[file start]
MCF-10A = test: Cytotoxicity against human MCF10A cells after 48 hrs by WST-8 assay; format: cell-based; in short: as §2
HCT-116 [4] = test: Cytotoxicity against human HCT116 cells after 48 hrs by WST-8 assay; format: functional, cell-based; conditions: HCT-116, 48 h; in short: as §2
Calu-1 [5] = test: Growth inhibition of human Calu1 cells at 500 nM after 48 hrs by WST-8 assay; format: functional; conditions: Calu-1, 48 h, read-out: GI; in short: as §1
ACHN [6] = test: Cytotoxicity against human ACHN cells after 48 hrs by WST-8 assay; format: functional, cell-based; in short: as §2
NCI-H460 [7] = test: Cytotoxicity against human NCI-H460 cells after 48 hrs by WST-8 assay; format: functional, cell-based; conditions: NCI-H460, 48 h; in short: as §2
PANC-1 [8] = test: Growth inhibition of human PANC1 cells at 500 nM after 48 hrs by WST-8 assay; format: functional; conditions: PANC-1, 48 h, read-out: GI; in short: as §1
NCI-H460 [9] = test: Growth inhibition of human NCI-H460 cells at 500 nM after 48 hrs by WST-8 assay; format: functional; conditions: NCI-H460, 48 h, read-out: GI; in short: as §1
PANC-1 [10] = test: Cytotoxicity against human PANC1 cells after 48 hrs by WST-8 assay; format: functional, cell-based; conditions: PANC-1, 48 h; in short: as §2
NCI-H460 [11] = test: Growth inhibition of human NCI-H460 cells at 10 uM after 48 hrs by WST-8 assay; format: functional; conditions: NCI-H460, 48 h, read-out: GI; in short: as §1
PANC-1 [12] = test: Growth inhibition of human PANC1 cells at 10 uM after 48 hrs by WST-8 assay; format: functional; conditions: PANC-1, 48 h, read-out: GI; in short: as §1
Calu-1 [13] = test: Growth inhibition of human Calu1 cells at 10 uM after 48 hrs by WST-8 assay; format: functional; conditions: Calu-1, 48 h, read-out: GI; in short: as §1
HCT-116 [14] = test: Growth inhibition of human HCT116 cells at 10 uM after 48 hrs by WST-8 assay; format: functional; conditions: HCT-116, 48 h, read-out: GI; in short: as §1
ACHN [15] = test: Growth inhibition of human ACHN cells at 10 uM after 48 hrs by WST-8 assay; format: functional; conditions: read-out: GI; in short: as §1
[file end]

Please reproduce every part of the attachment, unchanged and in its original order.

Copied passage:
MCF-10A = test: Cytotoxicity against human MCF10A cells after 48 hrs by WST-8 assay; format: cell-based; in short: as §2
HCT-116 [4] = test: Cytotoxicity against human HCT116 cells after 48 hrs by WST-8 assay; format: functional, cell-based; conditions: HCT-116, 48 h; in short: as §2
Calu-1 [5] = test: Growth inhibition of human Calu1 cells at 500 nM after 48 hrs by WST-8 assay; format: functional; conditions: Calu-1, 48 h, read-out: GI; in short: as §1
ACHN [6] = test: Cytotoxicity against human ACHN cells after 48 hrs by WST-8 assay; format: functional, cell-based; in short: as §2
NCI-H460 [7] = test: Cytotoxicity against human NCI-H460 cells after 48 hrs by WST-8 assay; format: functional, cell-based; conditions: NCI-H460, 48 h; in short: as §2
PANC-1 [8] = test: Growth inhibition of human PANC1 cells at 500 nM after 48 hrs by WST-8 assay; format: functional; conditions: PANC-1, 48 h, read-out: GI; in short: as §1
NCI-H460 [9] = test: Growth inhibition of human NCI-H460 cells at 500 nM after 48 hrs by WST-8 assay; format: functional; conditions: NCI-H460, 48 h, read-out: GI; in short: as §1
PANC-1 [10] = test: Cytotoxicity against human PANC1 cells after 48 hrs by WST-8 assay; format: functional, cell-based; conditions: PANC-1, 48 h; in short: as §2
NCI-H460 [11] = test: Growth inhibition of human NCI-H460 cells at 10 uM after 48 hrs by WST-8 assay; format: functional; conditions: NCI-H460, 48 h, read-out: GI; in short: as §1
PANC-1 [12] = test: Growth inhibition of human PANC1 cells at 10 uM after 48 hrs by WST-8 assay; format: functional; conditions: PANC-1, 48 h, read-out: GI; in short: as §1
Calu-1 [13] = test: Growth inhibition of human Calu1 cells at 10 uM after 48 hrs by WST-8 assay; format: functional; conditions: Calu-1, 48 h, read-out: GI; in short: as §1
HCT-116 [14] = test: Growth inhibition of human HCT116 cells at 10 uM after 48 hrs by WST-8 assay; format: functional; conditions: HCT-116, 48 h, read-out: GI; in short: as §1
ACHN [15] = test: Growth inhibition of human ACHN cells at 10 uM after 48 hrs by WST-8 assay; format: functional; conditions: read-out: GI; in short: as §1